"People in law enforcement call it the biggest secret in American society," says Paul Biebel, presiding judge of the Cook County Criminal Court. I recently stopped by his office at the courthouse at 26th and California, a jumble of books and boxes, as he prepares to retire from his nearly half-century legal career. Conversation turns to the defendants found in his courtroom time and time again. They are, with astounding frequency, people who were abused, physically and sexually.
     "With physical abuse, it affects the brain," Biebel says. "What you'll find is a high percentage of street prostitutes were abused as girls."
     He sees it over and over, in perpetrators of heinous crimes and in low-level repeat offenders who just can't get their lives together.
     "What causes these people to screw up their lives so badly?" he asks. "Why is that? They grew up in very abusive households."
     Biebel's observations are anecdotal, but research backs him up.
     "When you do surveys of women in the criminal justice system, huge numbers were sexually abused," says Jody Rafael, a senior research fellow at DePaul University's College of Law. "Research samples in jails and prisons show the number of women in prison who have been victims of rape and sexual assault and domestic abuse are off the charts compared to the general population of women."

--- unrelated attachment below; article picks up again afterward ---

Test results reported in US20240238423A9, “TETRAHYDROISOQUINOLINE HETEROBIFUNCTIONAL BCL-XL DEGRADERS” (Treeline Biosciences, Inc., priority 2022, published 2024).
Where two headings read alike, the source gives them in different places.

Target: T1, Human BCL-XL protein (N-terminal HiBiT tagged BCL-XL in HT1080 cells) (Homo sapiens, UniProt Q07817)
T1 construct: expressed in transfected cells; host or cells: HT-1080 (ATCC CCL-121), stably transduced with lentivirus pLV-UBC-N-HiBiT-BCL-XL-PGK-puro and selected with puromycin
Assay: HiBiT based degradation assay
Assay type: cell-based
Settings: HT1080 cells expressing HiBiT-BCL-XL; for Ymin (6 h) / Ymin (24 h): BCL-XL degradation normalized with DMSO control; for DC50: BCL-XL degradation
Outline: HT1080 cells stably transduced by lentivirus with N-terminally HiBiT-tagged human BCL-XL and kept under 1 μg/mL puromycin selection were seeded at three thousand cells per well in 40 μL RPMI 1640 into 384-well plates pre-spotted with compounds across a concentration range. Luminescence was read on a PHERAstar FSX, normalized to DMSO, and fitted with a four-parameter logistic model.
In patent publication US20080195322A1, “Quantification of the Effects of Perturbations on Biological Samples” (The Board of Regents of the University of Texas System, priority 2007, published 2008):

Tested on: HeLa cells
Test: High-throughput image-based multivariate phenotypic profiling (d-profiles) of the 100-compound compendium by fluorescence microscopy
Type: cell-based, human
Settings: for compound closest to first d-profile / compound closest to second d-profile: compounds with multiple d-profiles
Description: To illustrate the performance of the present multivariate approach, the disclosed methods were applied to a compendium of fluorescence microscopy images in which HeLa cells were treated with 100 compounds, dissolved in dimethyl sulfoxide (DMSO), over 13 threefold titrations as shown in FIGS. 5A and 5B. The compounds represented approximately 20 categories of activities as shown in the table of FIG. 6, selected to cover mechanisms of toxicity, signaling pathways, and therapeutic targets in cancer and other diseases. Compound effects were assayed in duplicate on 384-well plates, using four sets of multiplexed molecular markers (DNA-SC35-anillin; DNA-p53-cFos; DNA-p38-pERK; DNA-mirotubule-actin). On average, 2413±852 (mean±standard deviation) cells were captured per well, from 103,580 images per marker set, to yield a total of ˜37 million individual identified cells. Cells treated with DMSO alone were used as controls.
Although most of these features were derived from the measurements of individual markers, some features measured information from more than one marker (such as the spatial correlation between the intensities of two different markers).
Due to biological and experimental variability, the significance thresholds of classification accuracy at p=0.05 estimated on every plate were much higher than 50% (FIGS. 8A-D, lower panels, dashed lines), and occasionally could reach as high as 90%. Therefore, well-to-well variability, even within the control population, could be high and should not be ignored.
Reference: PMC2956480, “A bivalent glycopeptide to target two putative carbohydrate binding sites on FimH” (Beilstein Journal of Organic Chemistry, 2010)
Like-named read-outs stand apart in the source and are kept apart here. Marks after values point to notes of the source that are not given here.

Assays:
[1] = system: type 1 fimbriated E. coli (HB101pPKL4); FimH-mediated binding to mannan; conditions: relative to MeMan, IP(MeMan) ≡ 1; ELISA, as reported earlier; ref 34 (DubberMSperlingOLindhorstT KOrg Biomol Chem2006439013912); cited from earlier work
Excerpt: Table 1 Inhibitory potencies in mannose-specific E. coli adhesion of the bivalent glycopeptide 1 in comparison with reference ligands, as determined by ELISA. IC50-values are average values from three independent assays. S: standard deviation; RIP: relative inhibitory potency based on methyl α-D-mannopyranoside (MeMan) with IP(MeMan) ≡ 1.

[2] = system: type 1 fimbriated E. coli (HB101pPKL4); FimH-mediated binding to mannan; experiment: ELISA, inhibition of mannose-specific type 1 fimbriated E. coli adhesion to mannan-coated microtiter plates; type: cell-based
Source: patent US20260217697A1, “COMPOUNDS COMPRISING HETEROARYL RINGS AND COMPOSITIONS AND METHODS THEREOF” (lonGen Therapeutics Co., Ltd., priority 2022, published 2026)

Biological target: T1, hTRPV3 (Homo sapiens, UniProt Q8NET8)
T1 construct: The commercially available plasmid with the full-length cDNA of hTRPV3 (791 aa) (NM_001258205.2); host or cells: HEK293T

She says that decades of a "lock 'em up and throw away the key" approach didn't work. "As we built more prisons, it got very expensive" so much so that more economical, more productive and, incidentally, more humane strategies are being tried. "We're moving away from retribution," she says. "We really have turned to seeing many of these people as vulnerable and victims needing a different approach, especially those connected to drug crimes. Treatment alternatives as opposed to locking them up for drugs. We're really viewing the drug possessor as a person with a medical problem that needs to be cured. We're in the midst of a change."
     About time.
     Before I leave Judge Biebel, I ask him: Given the pervasiveness of the problem of sexual abuse, why do we so vigorously ignore it?
     "It's too hard," he says. "It's a hard issue."

22 comments:

  1. A thought provoking article that really makes me pause and think. And perhaps not just the biggest secret in America but other parts of the world, where often those girls/ women or boys have no recourse.